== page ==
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When we talk about community development, what are we really saying? The ABCD (asset-based community development) video by Joel Verhoef mentioned in an earlier post gives a good overview, but community development is a big idea that can involve many things, and always could use more exploration.

World Renew works toward change at a deeper level by beginning at a community’s vision, values, habits, and worldview. It is a long process and its effects may not be visible at first, but we believe it is valuable because it is sustainable.

What are some questions you have about community development? Here are some common ones…

  • What is unique about community development?

    World Renew staff begin by asking the community what their needs are, prompting the community to take action. Together they decide what they need to be a safer, healthier, thriving community. World Renew believes it is important for members of the community to take ownership of the project. This gives people dignity and control, and allows them to learn how to maintain what they have been taught even after World Renew leaves a community. “Community development is giving power to the powerless, is giving security to the vulnerable, is making strong those who are weak, and is giving companionship to the isolated” (Geisterfer).

  • How does this change the community?

    “Development is never just one thing, like health, but a whole process of growth that involves social, economic, and spiritual sides of life too” (Geisterfer). World Renew hopes to transform communities holistically, not just in part.

  • What about communities where people are too weak or poor even to learn?

    World Renew is also comprised of DRS (Disaster Response Services) which is active in communities following natural disasters and also human-caused disasters such as wars and conflicts. For example, international disaster response teams are working in Syria and South-Sudan in conflict response, West Africa regarding the Ebola crisis, and New Jersey following Hurricane Sandy, amongst other places ravaged by disaster. Community development could come later in these places, but first it is necessary to address other immediate issues.

Do you have more questions regarding community development? Post a comment, let’s learn together!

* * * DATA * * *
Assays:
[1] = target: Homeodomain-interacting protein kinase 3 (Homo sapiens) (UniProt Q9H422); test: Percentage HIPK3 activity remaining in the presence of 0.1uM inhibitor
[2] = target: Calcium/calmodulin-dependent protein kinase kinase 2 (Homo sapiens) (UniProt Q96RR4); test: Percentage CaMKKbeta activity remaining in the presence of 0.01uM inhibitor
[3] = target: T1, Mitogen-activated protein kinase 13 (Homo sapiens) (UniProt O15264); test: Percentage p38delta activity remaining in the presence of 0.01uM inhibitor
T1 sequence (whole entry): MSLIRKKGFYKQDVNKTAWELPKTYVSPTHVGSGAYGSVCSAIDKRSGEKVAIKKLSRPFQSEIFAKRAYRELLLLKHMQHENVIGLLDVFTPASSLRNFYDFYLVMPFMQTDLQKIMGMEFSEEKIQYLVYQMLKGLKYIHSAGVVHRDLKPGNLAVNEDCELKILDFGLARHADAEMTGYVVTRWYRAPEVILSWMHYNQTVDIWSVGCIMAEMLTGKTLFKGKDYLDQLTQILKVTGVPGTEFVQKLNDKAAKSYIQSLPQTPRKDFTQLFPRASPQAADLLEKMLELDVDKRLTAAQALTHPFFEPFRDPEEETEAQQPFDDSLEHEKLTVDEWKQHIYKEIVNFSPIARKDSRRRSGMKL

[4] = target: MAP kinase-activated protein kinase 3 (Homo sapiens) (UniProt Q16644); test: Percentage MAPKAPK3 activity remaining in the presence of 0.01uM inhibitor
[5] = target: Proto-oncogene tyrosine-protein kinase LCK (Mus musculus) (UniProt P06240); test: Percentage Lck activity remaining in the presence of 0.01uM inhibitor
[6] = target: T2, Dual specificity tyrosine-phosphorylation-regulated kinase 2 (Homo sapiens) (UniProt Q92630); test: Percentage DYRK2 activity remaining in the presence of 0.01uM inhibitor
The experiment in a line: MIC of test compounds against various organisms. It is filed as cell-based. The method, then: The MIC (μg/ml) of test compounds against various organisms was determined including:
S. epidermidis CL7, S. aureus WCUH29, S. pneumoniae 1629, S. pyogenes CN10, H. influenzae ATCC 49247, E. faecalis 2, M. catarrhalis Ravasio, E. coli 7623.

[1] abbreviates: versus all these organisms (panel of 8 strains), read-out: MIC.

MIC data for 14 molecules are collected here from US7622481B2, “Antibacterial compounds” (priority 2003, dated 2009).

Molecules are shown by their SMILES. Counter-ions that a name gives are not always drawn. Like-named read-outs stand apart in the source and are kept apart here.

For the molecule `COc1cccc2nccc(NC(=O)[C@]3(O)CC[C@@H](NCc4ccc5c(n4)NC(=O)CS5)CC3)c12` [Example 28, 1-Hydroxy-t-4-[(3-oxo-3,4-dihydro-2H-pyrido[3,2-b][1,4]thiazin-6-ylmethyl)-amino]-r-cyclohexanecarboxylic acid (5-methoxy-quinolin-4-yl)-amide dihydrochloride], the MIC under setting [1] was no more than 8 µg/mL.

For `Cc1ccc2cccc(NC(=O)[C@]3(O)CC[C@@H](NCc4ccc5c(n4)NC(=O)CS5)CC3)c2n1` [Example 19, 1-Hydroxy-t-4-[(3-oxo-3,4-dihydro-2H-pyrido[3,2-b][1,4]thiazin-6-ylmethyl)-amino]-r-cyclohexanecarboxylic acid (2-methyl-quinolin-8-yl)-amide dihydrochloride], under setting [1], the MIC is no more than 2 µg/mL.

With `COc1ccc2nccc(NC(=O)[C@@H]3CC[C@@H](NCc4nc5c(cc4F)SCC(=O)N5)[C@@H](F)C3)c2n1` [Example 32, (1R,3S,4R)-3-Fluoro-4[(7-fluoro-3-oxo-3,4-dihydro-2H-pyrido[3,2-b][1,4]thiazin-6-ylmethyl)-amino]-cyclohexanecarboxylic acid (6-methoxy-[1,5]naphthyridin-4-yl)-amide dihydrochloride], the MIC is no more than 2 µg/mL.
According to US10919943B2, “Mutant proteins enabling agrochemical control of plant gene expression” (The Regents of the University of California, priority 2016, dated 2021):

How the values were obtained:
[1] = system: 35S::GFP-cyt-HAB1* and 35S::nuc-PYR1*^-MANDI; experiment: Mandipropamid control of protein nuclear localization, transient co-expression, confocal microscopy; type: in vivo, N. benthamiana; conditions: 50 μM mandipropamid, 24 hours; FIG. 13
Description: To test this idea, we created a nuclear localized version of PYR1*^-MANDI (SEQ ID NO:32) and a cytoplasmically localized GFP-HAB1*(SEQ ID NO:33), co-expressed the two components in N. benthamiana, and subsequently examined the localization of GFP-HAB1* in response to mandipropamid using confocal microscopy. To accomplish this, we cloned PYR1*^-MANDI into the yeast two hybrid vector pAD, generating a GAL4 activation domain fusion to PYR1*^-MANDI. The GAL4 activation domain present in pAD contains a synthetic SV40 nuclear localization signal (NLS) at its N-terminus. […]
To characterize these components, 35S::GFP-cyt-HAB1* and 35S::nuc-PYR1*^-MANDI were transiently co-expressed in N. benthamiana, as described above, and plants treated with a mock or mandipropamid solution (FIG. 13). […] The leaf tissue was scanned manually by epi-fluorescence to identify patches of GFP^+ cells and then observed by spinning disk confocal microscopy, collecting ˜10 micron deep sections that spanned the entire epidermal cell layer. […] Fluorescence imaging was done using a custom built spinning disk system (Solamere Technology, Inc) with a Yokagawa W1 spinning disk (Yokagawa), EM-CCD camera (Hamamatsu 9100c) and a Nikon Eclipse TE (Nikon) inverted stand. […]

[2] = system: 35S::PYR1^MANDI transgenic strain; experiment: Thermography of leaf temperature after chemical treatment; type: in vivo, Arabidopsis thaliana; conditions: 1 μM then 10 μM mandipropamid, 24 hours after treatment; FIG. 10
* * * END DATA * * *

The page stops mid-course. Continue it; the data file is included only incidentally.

Good questions. 

Key question, does the community néed/want change agents from outside? If so are the agents aware/knowledgeable about community leadership structures?




Thanks so much for that excellent and important question, Fronse! 

Susan Van Lopik is a staff person at World Renew and has multiple years of experience in community development overseas. Susan says,

"Not all communities do need or even want “outsiders”.  It is presumptive of international or local community development practitioners to assume that we can enter any and every community.

Personally I think of the community, its members and structures, to be the real change agents, not outsiders. So I agree with what I think you are suggesting here that the leadership comes from the community.

I do think outsiders can play a role within the community to grow their own vision, to strengthen their organizing, and support their mobilizing which are important ways to support community leadership.

In World Renew’s practice, we work with skilled local partners who are known by the community and who also know the community.

World Renew enters communities by invitation. Often that invitation comes from community leadership through a local partner that is already working in the community, and/or a local church in the community. Working through invitation by the community provides a certain amount of legitimacy for those coming from the outside. That legitimacy can only be maintained as long as the community is fully respected."


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